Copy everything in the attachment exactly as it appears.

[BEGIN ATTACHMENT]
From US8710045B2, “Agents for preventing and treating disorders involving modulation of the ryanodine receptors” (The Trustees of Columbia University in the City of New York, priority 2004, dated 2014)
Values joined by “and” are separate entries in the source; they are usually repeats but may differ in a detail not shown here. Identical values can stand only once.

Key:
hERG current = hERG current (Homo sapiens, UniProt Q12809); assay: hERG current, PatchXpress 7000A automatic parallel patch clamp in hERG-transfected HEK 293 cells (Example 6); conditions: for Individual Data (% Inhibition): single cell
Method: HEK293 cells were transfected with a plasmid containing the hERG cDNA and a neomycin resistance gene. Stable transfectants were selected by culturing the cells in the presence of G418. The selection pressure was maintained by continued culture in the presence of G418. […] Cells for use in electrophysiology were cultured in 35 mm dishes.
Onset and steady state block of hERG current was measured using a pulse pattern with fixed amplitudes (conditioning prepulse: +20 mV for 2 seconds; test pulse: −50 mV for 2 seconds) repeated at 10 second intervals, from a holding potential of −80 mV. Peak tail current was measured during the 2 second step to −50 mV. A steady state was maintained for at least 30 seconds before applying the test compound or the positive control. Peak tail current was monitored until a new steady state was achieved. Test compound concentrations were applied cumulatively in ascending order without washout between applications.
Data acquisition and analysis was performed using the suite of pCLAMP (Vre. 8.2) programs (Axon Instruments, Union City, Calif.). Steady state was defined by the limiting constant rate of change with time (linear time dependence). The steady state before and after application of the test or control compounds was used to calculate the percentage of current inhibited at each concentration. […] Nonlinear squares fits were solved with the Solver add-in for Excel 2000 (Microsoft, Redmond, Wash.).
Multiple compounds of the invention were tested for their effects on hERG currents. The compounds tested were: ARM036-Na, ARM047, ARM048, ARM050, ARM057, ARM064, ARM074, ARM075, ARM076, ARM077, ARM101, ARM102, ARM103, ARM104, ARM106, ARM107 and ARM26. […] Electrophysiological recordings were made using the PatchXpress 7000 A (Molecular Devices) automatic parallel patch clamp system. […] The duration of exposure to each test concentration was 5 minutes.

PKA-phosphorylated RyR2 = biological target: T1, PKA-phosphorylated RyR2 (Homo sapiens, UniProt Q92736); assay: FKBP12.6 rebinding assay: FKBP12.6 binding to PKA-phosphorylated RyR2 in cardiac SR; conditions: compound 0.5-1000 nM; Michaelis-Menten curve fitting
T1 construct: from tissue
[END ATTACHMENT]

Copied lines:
From US8710045B2, “Agents for preventing and treating disorders involving modulation of the ryanodine receptors” (The Trustees of Columbia University in the City of New York, priority 2004, dated 2014)
Values joined by “and” are separate entries in the source; they are usually repeats but may differ in a detail not shown here. Identical values can stand only once.

Key:
hERG current = hERG current (Homo sapiens, UniProt Q12809); assay: hERG current, PatchXpress 7000A automatic parallel patch clamp in hERG-transfected HEK 293 cells (Example 6); conditions: for Individual Data (% Inhibition): single cell
Method: HEK293 cells were transfected with a plasmid containing the hERG cDNA and a neomycin resistance gene. Stable transfectants were selected by culturing the cells in the presence of G418. The selection pressure was maintained by continued culture in the presence of G418. […] Cells for use in electrophysiology were cultured in 35 mm dishes.
Onset and steady state block of hERG current was measured using a pulse pattern with fixed amplitudes (conditioning prepulse: +20 mV for 2 seconds; test pulse: −50 mV for 2 seconds) repeated at 10 second intervals, from a holding potential of −80 mV. Peak tail current was measured during the 2 second step to −50 mV. A steady state was maintained for at least 30 seconds before applying the test compound or the positive control. Peak tail current was monitored until a new steady state was achieved. Test compound concentrations were applied cumulatively in ascending order without washout between applications.
Data acquisition and analysis was performed using the suite of pCLAMP (Vre. 8.2) programs (Axon Instruments, Union City, Calif.). Steady state was defined by the limiting constant rate of change with time (linear time dependence). The steady state before and after application of the test or control compounds was used to calculate the percentage of current inhibited at each concentration. […] Nonlinear squares fits were solved with the Solver add-in for Excel 2000 (Microsoft, Redmond, Wash.).
Multiple compounds of the invention were tested for their effects on hERG currents. The compounds tested were: ARM036-Na, ARM047, ARM048, ARM050, ARM057, ARM064, ARM074, ARM075, ARM076, ARM077, ARM101, ARM102, ARM103, ARM104, ARM106, ARM107 and ARM26. […] Electrophysiological recordings were made using the PatchXpress 7000 A (Molecular Devices) automatic parallel patch clamp system. […] The duration of exposure to each test concentration was 5 minutes.

PKA-phosphorylated RyR2 = biological target: T1, PKA-phosphorylated RyR2 (Homo sapiens, UniProt Q92736); assay: FKBP12.6 rebinding assay: FKBP12.6 binding to PKA-phosphorylated RyR2 in cardiac SR; conditions: compound 0.5-1000 nM; Michaelis-Menten curve fitting
T1 construct: from tissue